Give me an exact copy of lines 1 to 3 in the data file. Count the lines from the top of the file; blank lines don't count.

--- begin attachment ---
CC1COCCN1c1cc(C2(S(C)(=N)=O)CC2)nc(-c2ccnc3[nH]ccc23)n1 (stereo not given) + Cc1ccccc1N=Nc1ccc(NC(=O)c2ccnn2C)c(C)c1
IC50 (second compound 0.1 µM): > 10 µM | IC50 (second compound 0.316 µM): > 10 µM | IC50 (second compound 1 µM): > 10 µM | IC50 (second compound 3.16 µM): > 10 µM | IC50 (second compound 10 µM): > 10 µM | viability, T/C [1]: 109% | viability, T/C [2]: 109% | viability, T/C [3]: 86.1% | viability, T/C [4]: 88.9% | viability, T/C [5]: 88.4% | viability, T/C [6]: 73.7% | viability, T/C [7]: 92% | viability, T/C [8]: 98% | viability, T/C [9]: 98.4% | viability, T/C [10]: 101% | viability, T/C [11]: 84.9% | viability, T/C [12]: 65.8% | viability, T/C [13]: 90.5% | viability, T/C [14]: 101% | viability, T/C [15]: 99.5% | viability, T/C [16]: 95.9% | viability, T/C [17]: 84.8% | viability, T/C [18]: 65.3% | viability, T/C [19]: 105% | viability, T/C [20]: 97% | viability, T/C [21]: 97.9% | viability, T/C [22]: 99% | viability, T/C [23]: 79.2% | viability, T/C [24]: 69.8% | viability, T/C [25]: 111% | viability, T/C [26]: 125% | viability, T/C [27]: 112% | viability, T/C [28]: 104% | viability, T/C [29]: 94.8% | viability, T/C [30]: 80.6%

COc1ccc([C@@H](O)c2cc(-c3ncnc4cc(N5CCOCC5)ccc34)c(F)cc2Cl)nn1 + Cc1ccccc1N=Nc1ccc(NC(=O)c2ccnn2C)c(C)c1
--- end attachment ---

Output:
CC1COCCN1c1cc(C2(S(C)(=N)=O)CC2)nc(-c2ccnc3[nH]ccc23)n1 (stereo not given) + Cc1ccccc1N=Nc1ccc(NC(=O)c2ccnn2C)c(C)c1
IC50 (second compound 0.1 µM): > 10 µM | IC50 (second compound 0.316 µM): > 10 µM | IC50 (second compound 1 µM): > 10 µM | IC50 (second compound 3.16 µM): > 10 µM | IC50 (second compound 10 µM): > 10 µM | viability, T/C [1]: 109% | viability, T/C [2]: 109% | viability, T/C [3]: 86.1% | viability, T/C [4]: 88.9% | viability, T/C [5]: 88.4% | viability, T/C [6]: 73.7% | viability, T/C [7]: 92% | viability, T/C [8]: 98% | viability, T/C [9]: 98.4% | viability, T/C [10]: 101% | viability, T/C [11]: 84.9% | viability, T/C [12]: 65.8% | viability, T/C [13]: 90.5% | viability, T/C [14]: 101% | viability, T/C [15]: 99.5% | viability, T/C [16]: 95.9% | viability, T/C [17]: 84.8% | viability, T/C [18]: 65.3% | viability, T/C [19]: 105% | viability, T/C [20]: 97% | viability, T/C [21]: 97.9% | viability, T/C [22]: 99% | viability, T/C [23]: 79.2% | viability, T/C [24]: 69.8% | viability, T/C [25]: 111% | viability, T/C [26]: 125% | viability, T/C [27]: 112% | viability, T/C [28]: 104% | viability, T/C [29]: 94.8% | viability, T/C [30]: 80.6%

COc1ccc([C@@H](O)c2cc(-c3ncnc4cc(N5CCOCC5)ccc34)c(F)cc2Cl)nn1 + Cc1ccccc1N=Nc1ccc(NC(=O)c2ccnn2C)c(C)c1